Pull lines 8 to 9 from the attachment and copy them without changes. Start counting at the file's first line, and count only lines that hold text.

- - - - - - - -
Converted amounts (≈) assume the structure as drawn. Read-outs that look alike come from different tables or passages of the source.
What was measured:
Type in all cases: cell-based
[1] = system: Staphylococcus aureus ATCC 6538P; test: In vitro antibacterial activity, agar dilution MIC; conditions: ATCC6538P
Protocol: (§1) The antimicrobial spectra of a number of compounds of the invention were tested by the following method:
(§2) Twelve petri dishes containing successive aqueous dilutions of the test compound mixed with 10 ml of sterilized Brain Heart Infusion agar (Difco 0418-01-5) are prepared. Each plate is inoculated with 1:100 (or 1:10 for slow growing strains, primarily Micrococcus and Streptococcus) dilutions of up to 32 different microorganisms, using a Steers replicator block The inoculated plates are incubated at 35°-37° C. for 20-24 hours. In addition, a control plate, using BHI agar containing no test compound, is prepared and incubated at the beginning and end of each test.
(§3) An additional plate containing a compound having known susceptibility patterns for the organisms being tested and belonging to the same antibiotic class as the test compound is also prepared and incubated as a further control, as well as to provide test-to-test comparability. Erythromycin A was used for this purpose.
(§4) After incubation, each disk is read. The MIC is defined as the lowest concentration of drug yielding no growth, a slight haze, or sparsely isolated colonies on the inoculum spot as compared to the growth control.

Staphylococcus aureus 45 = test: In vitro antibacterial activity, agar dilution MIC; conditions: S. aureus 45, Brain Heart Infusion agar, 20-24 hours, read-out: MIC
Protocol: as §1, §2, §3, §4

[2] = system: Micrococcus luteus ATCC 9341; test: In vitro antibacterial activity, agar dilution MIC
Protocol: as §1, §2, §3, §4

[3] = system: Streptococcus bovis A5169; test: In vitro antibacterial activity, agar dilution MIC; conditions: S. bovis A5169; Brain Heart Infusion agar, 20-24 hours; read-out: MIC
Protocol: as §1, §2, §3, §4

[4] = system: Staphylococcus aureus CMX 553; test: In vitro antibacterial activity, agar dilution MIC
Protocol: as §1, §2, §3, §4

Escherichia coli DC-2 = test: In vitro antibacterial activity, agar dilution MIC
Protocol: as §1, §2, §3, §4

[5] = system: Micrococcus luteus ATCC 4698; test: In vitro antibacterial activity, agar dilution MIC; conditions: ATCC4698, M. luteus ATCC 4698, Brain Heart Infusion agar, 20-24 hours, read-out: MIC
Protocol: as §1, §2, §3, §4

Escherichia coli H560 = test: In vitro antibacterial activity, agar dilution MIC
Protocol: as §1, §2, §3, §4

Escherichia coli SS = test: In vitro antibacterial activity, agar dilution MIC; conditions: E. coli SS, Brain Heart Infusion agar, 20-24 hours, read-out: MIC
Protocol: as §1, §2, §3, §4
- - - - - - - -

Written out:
(§4) After incubation, each disk is read. The MIC is defined as the lowest concentration of drug yielding no growth, a slight haze, or sparsely isolated colonies on the inoculum spot as compared to the growth control.

Staphylococcus aureus 45 = test: In vitro antibacterial activity, agar dilution MIC; conditions: S. aureus 45, Brain Heart Infusion agar, 20-24 hours, read-out: MIC